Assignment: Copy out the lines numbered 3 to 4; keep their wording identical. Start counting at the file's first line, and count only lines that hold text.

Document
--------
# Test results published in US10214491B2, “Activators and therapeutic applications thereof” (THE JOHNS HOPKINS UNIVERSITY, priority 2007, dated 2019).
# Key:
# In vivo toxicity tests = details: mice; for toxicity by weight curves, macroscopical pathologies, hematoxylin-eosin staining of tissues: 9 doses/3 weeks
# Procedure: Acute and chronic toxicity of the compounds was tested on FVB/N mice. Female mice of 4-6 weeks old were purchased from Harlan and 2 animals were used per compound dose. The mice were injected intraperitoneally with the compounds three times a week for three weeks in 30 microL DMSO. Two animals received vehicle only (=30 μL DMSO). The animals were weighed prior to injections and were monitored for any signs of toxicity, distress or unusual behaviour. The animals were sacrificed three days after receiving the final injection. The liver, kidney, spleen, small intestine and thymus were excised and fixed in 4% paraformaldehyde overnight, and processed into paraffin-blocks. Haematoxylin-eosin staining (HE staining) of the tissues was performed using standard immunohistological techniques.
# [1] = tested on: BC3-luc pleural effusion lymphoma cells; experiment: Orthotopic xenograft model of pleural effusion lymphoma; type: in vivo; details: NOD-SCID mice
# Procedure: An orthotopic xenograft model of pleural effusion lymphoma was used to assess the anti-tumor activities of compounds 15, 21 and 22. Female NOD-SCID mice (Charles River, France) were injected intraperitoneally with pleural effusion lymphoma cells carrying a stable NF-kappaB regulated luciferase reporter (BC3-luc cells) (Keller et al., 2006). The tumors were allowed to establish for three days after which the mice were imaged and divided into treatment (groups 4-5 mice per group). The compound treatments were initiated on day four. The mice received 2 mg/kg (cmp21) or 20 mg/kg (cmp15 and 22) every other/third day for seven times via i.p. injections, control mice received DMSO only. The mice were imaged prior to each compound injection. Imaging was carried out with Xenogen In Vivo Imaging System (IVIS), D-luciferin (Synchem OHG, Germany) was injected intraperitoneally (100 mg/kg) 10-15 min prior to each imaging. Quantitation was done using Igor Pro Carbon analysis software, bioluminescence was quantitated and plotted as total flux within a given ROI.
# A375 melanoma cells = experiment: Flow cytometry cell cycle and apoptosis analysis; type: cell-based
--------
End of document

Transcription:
# In vivo toxicity tests = details: mice; for toxicity by weight curves, macroscopical pathologies, hematoxylin-eosin staining of tissues: 9 doses/3 weeks
# Procedure: Acute and chronic toxicity of the compounds was tested on FVB/N mice. Female mice of 4-6 weeks old were purchased from Harlan and 2 animals were used per compound dose. The mice were injected intraperitoneally with the compounds three times a week for three weeks in 30 microL DMSO. Two animals received vehicle only (=30 μL DMSO). The animals were weighed prior to injections and were monitored for any signs of toxicity, distress or unusual behaviour. The animals were sacrificed three days after receiving the final injection. The liver, kidney, spleen, small intestine and thymus were excised and fixed in 4% paraformaldehyde overnight, and processed into paraffin-blocks. Haematoxylin-eosin staining (HE staining) of the tissues was performed using standard immunohistological techniques.